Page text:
The book is based on papers delivered during a 2006 seminar on the war organised by the Trade Union History Project (now the Labour History Project) and supplemented by further research.

Kiwi Compañeros, published in association with the Labour History Project, will be launched in Auckland on 15 May at the Auckland Central Library; in Wellington on 28 May at Unity Books, Willis St; and in Christchurch on 3 June at the Madras Café Bookshop.

Kiwi Compañeros: New Zealand and the Spanish Civil War, edited by Mark Derby, published by Canterbury University Press, May 2009, RRP NZ$45.00, Paperback, 304pp, ISBN 978-1-877257-71-1.

ENDS

© Scoop Media

 
 
 
Culture Headlines | Health Headlines | Education Headlines

 

Howard Davis: Dryzabone - Robert Conolly's The Dry

After the terrible devastation caused by last year’s bushfires, which prompted hundreds of Australians to shelter in the ocean to escape incineration and destroyed uncountable amounts of wildlife, The Dry has been released during a totally different kind of dry spell. More>>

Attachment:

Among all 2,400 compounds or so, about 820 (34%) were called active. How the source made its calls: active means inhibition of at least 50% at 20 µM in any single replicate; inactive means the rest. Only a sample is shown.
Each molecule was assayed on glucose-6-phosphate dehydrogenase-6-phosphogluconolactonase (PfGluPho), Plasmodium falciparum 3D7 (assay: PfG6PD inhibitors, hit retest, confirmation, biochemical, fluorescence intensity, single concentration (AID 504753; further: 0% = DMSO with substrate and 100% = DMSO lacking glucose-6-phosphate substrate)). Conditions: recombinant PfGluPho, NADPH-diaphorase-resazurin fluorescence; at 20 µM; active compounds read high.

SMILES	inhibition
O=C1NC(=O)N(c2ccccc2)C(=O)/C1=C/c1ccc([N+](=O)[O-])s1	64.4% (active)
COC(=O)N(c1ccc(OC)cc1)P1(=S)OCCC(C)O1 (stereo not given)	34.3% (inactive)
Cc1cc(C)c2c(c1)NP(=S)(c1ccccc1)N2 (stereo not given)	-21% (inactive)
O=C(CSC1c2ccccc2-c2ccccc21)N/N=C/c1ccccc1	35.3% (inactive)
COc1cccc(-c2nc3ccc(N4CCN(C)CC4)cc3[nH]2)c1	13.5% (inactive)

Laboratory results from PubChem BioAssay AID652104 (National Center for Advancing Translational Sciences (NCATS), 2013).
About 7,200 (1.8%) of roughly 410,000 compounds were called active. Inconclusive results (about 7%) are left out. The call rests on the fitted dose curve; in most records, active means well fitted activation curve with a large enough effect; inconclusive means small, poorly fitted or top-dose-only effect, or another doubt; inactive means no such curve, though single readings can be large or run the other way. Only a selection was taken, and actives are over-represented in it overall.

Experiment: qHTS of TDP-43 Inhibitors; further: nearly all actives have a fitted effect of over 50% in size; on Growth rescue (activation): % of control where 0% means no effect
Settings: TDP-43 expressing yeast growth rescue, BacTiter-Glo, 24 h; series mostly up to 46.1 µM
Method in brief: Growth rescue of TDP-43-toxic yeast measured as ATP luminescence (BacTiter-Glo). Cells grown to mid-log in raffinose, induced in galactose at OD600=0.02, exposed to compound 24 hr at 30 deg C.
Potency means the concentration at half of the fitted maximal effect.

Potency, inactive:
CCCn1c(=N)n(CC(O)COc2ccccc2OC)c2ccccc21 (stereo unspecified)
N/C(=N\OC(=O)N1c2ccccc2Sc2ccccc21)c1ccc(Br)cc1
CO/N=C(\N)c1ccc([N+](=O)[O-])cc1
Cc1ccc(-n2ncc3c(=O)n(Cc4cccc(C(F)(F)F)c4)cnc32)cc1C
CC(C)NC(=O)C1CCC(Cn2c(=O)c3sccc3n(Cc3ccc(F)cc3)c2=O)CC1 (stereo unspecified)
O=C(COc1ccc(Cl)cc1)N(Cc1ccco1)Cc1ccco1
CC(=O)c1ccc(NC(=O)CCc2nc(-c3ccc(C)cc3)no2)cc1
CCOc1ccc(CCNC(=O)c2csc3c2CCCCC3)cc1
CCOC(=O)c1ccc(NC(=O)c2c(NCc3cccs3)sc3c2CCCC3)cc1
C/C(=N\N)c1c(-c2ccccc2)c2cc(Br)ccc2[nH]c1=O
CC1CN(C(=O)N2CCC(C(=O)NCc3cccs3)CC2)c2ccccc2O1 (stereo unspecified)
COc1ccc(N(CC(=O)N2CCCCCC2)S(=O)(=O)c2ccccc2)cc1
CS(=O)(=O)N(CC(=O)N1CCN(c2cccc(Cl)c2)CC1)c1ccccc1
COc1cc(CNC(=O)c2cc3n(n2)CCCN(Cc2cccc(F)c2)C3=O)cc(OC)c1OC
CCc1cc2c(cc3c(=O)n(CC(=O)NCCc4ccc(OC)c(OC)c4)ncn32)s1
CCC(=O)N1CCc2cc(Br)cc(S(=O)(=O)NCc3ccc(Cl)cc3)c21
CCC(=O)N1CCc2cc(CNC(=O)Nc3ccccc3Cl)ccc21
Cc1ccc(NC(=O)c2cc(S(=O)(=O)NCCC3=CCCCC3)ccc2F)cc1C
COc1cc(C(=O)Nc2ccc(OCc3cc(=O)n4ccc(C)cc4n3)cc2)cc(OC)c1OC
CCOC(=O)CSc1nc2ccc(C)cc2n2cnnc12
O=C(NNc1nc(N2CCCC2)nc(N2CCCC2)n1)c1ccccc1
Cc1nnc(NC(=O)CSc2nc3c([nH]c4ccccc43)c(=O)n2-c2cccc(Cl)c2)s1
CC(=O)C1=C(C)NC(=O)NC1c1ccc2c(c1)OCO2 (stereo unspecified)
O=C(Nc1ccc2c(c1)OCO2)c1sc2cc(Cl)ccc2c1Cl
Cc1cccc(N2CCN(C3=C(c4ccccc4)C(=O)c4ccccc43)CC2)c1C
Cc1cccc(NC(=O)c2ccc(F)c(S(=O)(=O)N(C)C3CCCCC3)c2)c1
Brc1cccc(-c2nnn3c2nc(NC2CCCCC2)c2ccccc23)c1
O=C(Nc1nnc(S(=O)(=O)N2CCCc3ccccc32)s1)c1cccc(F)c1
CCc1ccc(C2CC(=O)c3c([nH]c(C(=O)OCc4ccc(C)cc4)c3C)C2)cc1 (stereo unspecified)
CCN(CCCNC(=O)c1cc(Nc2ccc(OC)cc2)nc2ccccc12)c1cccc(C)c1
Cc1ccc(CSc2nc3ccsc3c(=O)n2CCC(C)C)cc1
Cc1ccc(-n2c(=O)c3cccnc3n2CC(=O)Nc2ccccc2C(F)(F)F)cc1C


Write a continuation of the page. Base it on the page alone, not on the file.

Howard Davis: Benjamin Ree's The Painter and The Thief

The Norwegian filmmaker had long been fascinated by art thieves who commit high-stakes crimes with a delicate touch when a chance Google search in 2015 uncovered a botched heist in Oslo. More>>


Howard Davis: Anna Coddington Beams

Anna Coddington's thin, wispy vocals fit her songs beautifully, providing a wonderful lilting quality that pervades her latest album, producing instant ear worms. More>>


Howard Davis: Hit the Road, Jack - Chloé Zhao's Nomadland

Nomadland is perhaps the ultimately 'road' movie as it follows a group of dispossessed and disenfranchised vagabonds who find a form of communal refuge in camp sites and trailer parks after the economic contraction of 2008. More>>

Howard Davis: Byrneing Down the House - Spike Lee's American Utopia

Lee does an admirable job capturing Byrne's stunning live performance of his latest album, but the real star of the show is the staging. More>>


Howard Davis: The Phoenix Foundation Friend Ship Tour Docks in Wellington

A sense of local pride was certainly running high at the Opera House on Saturday night, as the lads ran through a tasty little set drawn mostly from their latest album Friend Ship (splash out for Xmas on the shocking pink extra-thick vinyl edition). More>>


Howard Davis: Avantdale Bowling Club

Auckland rapper and MC Tom Scott brought his stunning jazz-infused Taite Music Prize-winning project Avantdale Bowling Club to the Opera House headlining Wellington's 2020 Jazz Festival. More>>

Howard Davis: Troy Kingi Rules The San Fran

The award-winning Northland musician performed songs from his new record The Ghost of Freddie Cesar, the fourth installment in his 10/10/10 series - ten albums in ten years in ten genres. More>>

 
 
 
 
 
 

LATEST HEADLINES

  • CULTURE
  • HEALTH
  • EDUCATION
 
 
  • Wellington
  • Christchurch
  • Auckland